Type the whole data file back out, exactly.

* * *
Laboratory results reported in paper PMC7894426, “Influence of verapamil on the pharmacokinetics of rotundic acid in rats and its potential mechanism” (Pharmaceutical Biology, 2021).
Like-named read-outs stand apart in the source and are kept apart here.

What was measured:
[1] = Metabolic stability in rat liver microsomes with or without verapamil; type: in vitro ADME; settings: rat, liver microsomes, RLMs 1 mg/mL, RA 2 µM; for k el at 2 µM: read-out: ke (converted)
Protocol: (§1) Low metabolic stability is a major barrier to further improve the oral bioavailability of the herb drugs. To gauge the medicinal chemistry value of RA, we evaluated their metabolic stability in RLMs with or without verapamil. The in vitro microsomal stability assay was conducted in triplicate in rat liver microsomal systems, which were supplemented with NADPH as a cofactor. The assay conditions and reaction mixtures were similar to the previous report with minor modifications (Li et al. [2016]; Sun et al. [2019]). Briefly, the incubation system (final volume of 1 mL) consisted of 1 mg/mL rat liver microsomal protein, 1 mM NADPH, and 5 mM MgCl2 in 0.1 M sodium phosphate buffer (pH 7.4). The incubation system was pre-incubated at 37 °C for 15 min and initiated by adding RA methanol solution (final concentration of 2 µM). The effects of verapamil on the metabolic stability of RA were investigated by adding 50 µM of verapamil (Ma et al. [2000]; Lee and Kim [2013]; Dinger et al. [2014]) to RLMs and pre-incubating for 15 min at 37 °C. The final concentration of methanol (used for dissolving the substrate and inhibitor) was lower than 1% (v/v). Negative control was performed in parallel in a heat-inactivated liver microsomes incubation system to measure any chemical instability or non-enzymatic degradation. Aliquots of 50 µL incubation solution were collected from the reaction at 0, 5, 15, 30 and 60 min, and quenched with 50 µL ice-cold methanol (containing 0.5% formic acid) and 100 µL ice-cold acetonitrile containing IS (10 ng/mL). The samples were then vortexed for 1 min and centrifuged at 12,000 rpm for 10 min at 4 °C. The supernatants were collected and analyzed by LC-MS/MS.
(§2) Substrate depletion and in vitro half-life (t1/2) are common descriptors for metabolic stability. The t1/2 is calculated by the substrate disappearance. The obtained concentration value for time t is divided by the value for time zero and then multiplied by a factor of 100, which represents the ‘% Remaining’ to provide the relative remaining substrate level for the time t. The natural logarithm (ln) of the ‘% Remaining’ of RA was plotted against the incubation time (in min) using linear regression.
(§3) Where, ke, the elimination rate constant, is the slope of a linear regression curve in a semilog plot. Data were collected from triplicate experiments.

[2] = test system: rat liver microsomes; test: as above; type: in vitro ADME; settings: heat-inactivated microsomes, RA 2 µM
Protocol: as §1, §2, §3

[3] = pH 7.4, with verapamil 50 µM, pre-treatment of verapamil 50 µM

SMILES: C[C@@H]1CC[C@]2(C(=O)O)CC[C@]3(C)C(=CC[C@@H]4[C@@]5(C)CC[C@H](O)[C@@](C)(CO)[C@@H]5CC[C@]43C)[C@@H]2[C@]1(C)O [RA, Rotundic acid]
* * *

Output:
Laboratory results reported in paper PMC7894426, “Influence of verapamil on the pharmacokinetics of rotundic acid in rats and its potential mechanism” (Pharmaceutical Biology, 2021).
Like-named read-outs stand apart in the source and are kept apart here.

What was measured:
[1] = Metabolic stability in rat liver microsomes with or without verapamil; type: in vitro ADME; settings: rat, liver microsomes, RLMs 1 mg/mL, RA 2 µM; for k el at 2 µM: read-out: ke (converted)
Protocol: (§1) Low metabolic stability is a major barrier to further improve the oral bioavailability of the herb drugs. To gauge the medicinal chemistry value of RA, we evaluated their metabolic stability in RLMs with or without verapamil. The in vitro microsomal stability assay was conducted in triplicate in rat liver microsomal systems, which were supplemented with NADPH as a cofactor. The assay conditions and reaction mixtures were similar to the previous report with minor modifications (Li et al. [2016]; Sun et al. [2019]). Briefly, the incubation system (final volume of 1 mL) consisted of 1 mg/mL rat liver microsomal protein, 1 mM NADPH, and 5 mM MgCl2 in 0.1 M sodium phosphate buffer (pH 7.4). The incubation system was pre-incubated at 37 °C for 15 min and initiated by adding RA methanol solution (final concentration of 2 µM). The effects of verapamil on the metabolic stability of RA were investigated by adding 50 µM of verapamil (Ma et al. [2000]; Lee and Kim [2013]; Dinger et al. [2014]) to RLMs and pre-incubating for 15 min at 37 °C. The final concentration of methanol (used for dissolving the substrate and inhibitor) was lower than 1% (v/v). Negative control was performed in parallel in a heat-inactivated liver microsomes incubation system to measure any chemical instability or non-enzymatic degradation. Aliquots of 50 µL incubation solution were collected from the reaction at 0, 5, 15, 30 and 60 min, and quenched with 50 µL ice-cold methanol (containing 0.5% formic acid) and 100 µL ice-cold acetonitrile containing IS (10 ng/mL). The samples were then vortexed for 1 min and centrifuged at 12,000 rpm for 10 min at 4 °C. The supernatants were collected and analyzed by LC-MS/MS.
(§2) Substrate depletion and in vitro half-life (t1/2) are common descriptors for metabolic stability. The t1/2 is calculated by the substrate disappearance. The obtained concentration value for time t is divided by the value for time zero and then multiplied by a factor of 100, which represents the ‘% Remaining’ to provide the relative remaining substrate level for the time t. The natural logarithm (ln) of the ‘% Remaining’ of RA was plotted against the incubation time (in min) using linear regression.
(§3) Where, ke, the elimination rate constant, is the slope of a linear regression curve in a semilog plot. Data were collected from triplicate experiments.

[2] = test system: rat liver microsomes; test: as above; type: in vitro ADME; settings: heat-inactivated microsomes, RA 2 µM
Protocol: as §1, §2, §3

[3] = pH 7.4, with verapamil 50 µM, pre-treatment of verapamil 50 µM

SMILES: C[C@@H]1CC[C@]2(C(=O)O)CC[C@]3(C)C(=CC[C@@H]4[C@@]5(C)CC[C@H](O)[C@@](C)(CO)[C@@H]5CC[C@]43C)[C@@H]2[C@]1(C)O [RA, Rotundic acid]